An innovative artist working in a pop art vernacular, Kent was also the chair of the art department at Immaculate Heart College in Los Angeles and a practicing nun. She left her religious community at the height of her success in 1968. Her works were calls of action. In a piece titled my people she pairs the front page of the August 14, 1965 edition of the Los Angeles Times, the fourth day of the Watts Riots – it’s bold headline reads “EIGHT MEN SLAIN; GUARD MOVES IN,” with the words of Father Maurice Ouellet, an Edmundite priest who was expelled from his Selma, Alabama parish by Archbishop Toolen who felt Ouellet too outspoken in his support of the Civil Rights Movement. Written in white in Kent’s handwriting against a red background are the words of Father Ouellet:

The body of Christ is no more comfortable now that it was when it hung from the cross. Those who live in the well organized, well ordered, nourished, clean, calm and comfortable middle-class part of Christ’s body can easily forget that the body of Christ, as it now exists, is mostly disorganized, devoid of order, concerned with the material needs, hungry, dirty, not motivated by reason, fermenting in agonizing uncertainty and certainly most uncomfortable. Youth is a time of rebellion. Rather than squelch the rebellion, we might better enlist the rebels to join that greatest rebel of his time – Christ himself.

These words move and inspire me. These words are a call to action. To be part of a Christian community implies membership in a community that holds sacred the power of words to heal and stories to create solidarity that transcends race, gender, class, sexuality and nationalism.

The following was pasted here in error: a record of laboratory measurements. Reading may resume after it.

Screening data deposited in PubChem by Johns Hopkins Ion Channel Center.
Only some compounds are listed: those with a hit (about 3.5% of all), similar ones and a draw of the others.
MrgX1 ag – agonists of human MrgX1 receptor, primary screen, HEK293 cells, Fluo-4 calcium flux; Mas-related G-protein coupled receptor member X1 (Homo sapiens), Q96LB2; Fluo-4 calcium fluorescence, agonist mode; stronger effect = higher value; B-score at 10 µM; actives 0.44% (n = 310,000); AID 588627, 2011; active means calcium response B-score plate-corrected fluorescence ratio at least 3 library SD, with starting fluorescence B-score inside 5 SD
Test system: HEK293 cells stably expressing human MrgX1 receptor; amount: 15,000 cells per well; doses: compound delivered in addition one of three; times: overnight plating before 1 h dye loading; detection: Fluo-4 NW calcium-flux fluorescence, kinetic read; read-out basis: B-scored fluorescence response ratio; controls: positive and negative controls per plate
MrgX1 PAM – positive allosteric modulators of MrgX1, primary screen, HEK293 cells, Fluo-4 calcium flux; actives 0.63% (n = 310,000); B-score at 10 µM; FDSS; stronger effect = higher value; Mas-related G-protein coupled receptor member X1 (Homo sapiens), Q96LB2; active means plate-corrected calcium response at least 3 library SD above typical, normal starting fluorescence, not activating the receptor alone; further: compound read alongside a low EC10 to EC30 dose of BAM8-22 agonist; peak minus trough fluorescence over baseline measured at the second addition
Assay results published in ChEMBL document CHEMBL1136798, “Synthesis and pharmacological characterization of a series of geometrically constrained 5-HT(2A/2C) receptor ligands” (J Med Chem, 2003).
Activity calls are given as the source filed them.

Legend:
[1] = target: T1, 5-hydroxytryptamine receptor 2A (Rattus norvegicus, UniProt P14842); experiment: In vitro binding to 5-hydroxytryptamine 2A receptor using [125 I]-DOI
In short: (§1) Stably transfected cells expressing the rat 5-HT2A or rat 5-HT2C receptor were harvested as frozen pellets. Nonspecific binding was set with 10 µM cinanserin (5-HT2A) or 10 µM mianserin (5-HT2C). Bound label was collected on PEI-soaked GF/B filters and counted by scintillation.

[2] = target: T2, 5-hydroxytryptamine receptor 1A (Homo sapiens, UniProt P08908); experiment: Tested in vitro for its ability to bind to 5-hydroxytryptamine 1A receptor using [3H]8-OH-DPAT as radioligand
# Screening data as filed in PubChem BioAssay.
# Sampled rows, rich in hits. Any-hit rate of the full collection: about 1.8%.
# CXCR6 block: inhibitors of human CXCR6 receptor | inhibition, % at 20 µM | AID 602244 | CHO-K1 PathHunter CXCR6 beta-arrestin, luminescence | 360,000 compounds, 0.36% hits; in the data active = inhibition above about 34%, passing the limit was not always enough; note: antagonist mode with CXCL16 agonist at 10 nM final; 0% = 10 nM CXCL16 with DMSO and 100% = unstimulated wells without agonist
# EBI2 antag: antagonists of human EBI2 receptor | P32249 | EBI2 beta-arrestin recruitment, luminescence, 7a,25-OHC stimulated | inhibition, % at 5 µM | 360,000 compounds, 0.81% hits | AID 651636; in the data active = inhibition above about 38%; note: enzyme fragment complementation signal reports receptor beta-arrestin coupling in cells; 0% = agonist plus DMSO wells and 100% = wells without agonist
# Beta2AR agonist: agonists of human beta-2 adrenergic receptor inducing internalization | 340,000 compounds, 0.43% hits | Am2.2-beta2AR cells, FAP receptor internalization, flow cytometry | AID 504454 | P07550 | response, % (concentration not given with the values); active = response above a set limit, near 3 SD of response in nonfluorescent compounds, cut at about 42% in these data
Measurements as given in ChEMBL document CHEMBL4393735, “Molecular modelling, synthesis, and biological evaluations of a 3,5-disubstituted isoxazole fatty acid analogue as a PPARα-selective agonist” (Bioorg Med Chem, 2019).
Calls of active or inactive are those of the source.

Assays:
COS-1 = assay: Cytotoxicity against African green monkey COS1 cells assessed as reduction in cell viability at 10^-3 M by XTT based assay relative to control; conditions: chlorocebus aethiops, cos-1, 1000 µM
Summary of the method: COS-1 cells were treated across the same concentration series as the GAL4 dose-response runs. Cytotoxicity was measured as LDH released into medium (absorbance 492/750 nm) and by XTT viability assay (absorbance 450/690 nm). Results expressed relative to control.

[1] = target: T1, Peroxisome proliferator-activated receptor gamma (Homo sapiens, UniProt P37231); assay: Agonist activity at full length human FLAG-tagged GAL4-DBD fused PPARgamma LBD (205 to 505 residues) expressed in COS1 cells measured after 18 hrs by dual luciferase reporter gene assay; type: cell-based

Where academic notions of religious art conjure up images of The Creation painted centuries ago Sister Corita Kent’s work directly engaged with her community and is still a powerful, plaintive cry for social change. In the face of all the social problems that fuel the AIDS pandemic – stigma, homelessness, racial inequality, gender based violence – art is a powerful means of communicating the church’s message on these issues. And what exactly should the message of the church be with regard to social issues? Namely, that membership in Christian community means joining a rebellion against a society that accepts as status quo these exacerbating factors. The artwork of Sister Corita Kent is a powerful example of what happens when an artist lives in the body of Christ as it now exists.

-Mary Button

Are we answering the call to respond to HIV/AIDS?

David Creech mentioned in his post this week that we would be featuring entries from young adults who attended the Interational AIDS Conference in Mexico City this summer. Here is the first.